Yikes: Another Patriots videotape cheating scandal?

History repeats itself, the saying goes, the first time as tragedy and the second time as farce. Nothing could get more farcical than having the New England Patriots spy on the hapless, 1-12 Cincinnati Bengals, but … here we are. In a replay of 2007’s “Spygate” scandal, the Patriots admit that they had an employee videotaping the Bengals’ sideline while in Cleveland, but the team says it wasn’t to steal signals:

The New England Patriots acknowledged that their production crew inappropriately filmed the field and sideline during Sunday’s game between the Bengals and Browns in Cleveland and accepted full responsibility in a statement released Monday night.

The crew was credentialed by the Browns to shoot video for a Patriots web series called “Do Your Job,” but the Patriots did not inform the Bengals or the NFL, which they called “an unintended oversight.”

“The sole purpose of the filming was to provide an illustration of an advance scout at work on the road,” the Patriots statement read. “There was no intention of using footage for any other purpose.”

The Patriots also said the production crew, which included independent contractors who shot the video, is not part of New England’s football operation.

This may sound like much ado about nothing, but … guess who’s next on the Patriots schedule? Why, it’s the Cincinnati Bengals, who snapped a (one-game) winning streak in Cleveland on Sunday.

Lest this be seen as something less than the 2007 scandal, let’s recap the context for the original Spygate scandal. The Patriots would go 16-0 in 2007 and only miss out on the getting the NFL’s second modern-era perfecto by losing to the New York Giants in an upset in the Super Bowl. The New York Jets, by contrast, went 4-12 that season. In that case the violation occurred in early September, but no one seriously thought that the Jets would be a competitive threat to the Patriot juggernaut that season. Belichick admitted to seeking the competitive advantage anyway, arguing that it was technically within the rules, but the NFL disagreed, hitting Belichick with a $500K fine, the Pats for $250K, and stripping them of their first-round draft pick the next season.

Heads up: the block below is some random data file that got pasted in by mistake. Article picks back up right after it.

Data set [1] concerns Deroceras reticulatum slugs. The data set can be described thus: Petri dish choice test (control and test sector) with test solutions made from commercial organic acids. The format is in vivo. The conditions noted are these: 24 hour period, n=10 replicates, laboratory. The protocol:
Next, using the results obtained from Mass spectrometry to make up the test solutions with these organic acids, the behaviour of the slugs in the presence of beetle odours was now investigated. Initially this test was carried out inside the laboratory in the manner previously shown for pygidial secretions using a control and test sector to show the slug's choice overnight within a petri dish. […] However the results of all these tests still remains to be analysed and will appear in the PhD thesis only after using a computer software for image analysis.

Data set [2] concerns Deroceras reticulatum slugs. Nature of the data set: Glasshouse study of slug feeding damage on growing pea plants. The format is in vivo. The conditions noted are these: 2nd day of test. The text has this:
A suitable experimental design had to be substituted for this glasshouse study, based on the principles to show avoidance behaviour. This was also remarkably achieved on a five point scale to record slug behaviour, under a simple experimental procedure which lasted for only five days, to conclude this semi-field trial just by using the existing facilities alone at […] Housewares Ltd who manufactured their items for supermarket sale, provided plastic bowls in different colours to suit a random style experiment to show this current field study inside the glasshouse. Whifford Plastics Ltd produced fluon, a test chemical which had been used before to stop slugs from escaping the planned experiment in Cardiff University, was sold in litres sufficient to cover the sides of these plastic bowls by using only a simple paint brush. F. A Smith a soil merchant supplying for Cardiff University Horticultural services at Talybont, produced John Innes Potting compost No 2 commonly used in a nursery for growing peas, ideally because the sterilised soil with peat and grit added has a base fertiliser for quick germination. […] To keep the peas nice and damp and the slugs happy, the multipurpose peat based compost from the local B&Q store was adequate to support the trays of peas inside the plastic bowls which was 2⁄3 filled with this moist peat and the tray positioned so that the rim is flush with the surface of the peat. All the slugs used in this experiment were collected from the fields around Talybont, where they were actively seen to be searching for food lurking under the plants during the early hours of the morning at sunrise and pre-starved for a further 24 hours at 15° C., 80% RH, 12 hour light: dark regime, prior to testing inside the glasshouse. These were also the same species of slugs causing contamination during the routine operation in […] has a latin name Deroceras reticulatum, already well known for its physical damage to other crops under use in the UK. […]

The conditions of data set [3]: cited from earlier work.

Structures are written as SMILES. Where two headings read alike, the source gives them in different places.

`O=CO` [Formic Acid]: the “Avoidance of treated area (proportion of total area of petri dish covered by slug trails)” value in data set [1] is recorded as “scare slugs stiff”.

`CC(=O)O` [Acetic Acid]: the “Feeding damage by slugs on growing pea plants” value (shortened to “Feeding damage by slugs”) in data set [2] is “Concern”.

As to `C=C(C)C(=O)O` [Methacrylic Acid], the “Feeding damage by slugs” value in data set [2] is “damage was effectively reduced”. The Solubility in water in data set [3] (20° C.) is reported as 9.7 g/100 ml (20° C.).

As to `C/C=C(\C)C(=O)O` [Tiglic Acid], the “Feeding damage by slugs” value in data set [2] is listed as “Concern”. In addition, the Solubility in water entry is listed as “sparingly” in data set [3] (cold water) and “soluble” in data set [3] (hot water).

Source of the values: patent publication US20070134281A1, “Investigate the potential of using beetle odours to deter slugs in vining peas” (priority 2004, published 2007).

This instance may or may not be as problematic, however. Is it just a coincidence that the Patriots decided to videotape this entry of the Do Your Job series at a game featuring the next opponent on their schedule? Not a coincidence so much as an explanation. The only way to feature an advance scout for that series is to have a film crew watch him do his job, which would be … at the team’s next opponent’s game. The Pats apparently cleared the project with the Browns to get credentialed for the stadium but never alerted the Bengals to what they were doing.

That may be because Belichick wasn’t involved … or so he says. The film crew has nothing to do with football operations, Belichick told a radio host yesterday, and he was unaware of the project entirely:

Asked about the reports during his radio show on Monday, Belichick told WEEI radio that the video crew was completely separate from the football staff.

“We have absolutely nothing to do with anything that they produce or direct or shoot,” said Belichick, who did appear on camera in an earlier episode of the series, on the equipment manager. “I have never seen any of their tapes or anything else. This is something that we 100 percent have zero involvement with.”

This would be easier to believe if Belichick and the Patriots didn’t have their Spygate history as well as the Deflate-gate scandal that cost Tom Brady four starts three years ago. On the other hand … the Cincinnati Bengals? Come on, man. Now, if the Do Your Job series has a film crew in Buffalo to tape their assistant accountant doing his work right behind the home-team sidelines, maybe. The only thing the Pats would want to steal from the Bengals is their first-round draft pick in the spring.

Right now the league has all the videotape, and they’re not commenting — yet. The Pats admit that this violated league policy but that it was “inadvertent.” ESPN’s Dan Graziano thinks the league will have to issue some sort of punishment, but that it will depend on what the videographer captured on the tape. If they happened to capture the secret signal for throw an interception or give up a 40-yard play, then the Pats are in real trouble … again.